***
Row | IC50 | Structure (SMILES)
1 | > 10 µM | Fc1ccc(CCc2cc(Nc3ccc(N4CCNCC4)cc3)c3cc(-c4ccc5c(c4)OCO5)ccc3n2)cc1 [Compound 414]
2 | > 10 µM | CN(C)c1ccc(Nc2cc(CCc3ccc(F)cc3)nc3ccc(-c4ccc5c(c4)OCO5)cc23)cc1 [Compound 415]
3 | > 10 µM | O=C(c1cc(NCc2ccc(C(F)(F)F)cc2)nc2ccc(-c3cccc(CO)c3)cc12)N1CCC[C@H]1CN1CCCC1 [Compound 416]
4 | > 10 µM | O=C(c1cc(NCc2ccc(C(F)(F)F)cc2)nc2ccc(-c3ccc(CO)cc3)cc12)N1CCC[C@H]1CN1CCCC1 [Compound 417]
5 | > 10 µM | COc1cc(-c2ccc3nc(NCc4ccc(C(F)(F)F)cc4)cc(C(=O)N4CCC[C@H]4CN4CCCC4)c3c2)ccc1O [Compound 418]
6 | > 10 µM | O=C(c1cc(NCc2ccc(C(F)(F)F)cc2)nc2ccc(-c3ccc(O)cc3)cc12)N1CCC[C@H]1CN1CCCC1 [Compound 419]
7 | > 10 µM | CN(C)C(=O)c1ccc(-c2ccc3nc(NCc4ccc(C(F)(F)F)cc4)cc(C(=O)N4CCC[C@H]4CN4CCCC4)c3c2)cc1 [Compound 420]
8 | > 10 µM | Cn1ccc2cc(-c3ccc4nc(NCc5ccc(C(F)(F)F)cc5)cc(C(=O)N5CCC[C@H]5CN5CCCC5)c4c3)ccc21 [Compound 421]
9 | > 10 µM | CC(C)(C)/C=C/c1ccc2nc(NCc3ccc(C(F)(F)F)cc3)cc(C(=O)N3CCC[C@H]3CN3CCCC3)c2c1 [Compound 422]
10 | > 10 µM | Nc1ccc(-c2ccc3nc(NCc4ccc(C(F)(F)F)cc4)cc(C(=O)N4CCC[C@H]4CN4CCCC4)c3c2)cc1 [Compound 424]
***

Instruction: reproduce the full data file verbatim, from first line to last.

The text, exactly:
Row | IC50 | Structure (SMILES)
1 | > 10 µM | Fc1ccc(CCc2cc(Nc3ccc(N4CCNCC4)cc3)c3cc(-c4ccc5c(c4)OCO5)ccc3n2)cc1 [Compound 414]
2 | > 10 µM | CN(C)c1ccc(Nc2cc(CCc3ccc(F)cc3)nc3ccc(-c4ccc5c(c4)OCO5)cc23)cc1 [Compound 415]
3 | > 10 µM | O=C(c1cc(NCc2ccc(C(F)(F)F)cc2)nc2ccc(-c3cccc(CO)c3)cc12)N1CCC[C@H]1CN1CCCC1 [Compound 416]
4 | > 10 µM | O=C(c1cc(NCc2ccc(C(F)(F)F)cc2)nc2ccc(-c3ccc(CO)cc3)cc12)N1CCC[C@H]1CN1CCCC1 [Compound 417]
5 | > 10 µM | COc1cc(-c2ccc3nc(NCc4ccc(C(F)(F)F)cc4)cc(C(=O)N4CCC[C@H]4CN4CCCC4)c3c2)ccc1O [Compound 418]
6 | > 10 µM | O=C(c1cc(NCc2ccc(C(F)(F)F)cc2)nc2ccc(-c3ccc(O)cc3)cc12)N1CCC[C@H]1CN1CCCC1 [Compound 419]
7 | > 10 µM | CN(C)C(=O)c1ccc(-c2ccc3nc(NCc4ccc(C(F)(F)F)cc4)cc(C(=O)N4CCC[C@H]4CN4CCCC4)c3c2)cc1 [Compound 420]
8 | > 10 µM | Cn1ccc2cc(-c3ccc4nc(NCc5ccc(C(F)(F)F)cc5)cc(C(=O)N5CCC[C@H]5CN5CCCC5)c4c3)ccc21 [Compound 421]
9 | > 10 µM | CC(C)(C)/C=C/c1ccc2nc(NCc3ccc(C(F)(F)F)cc3)cc(C(=O)N3CCC[C@H]3CN3CCCC3)c2c1 [Compound 422]
10 | > 10 µM | Nc1ccc(-c2ccc3nc(NCc4ccc(C(F)(F)F)cc4)cc(C(=O)N4CCC[C@H]4CN4CCCC4)c3c2)cc1 [Compound 424]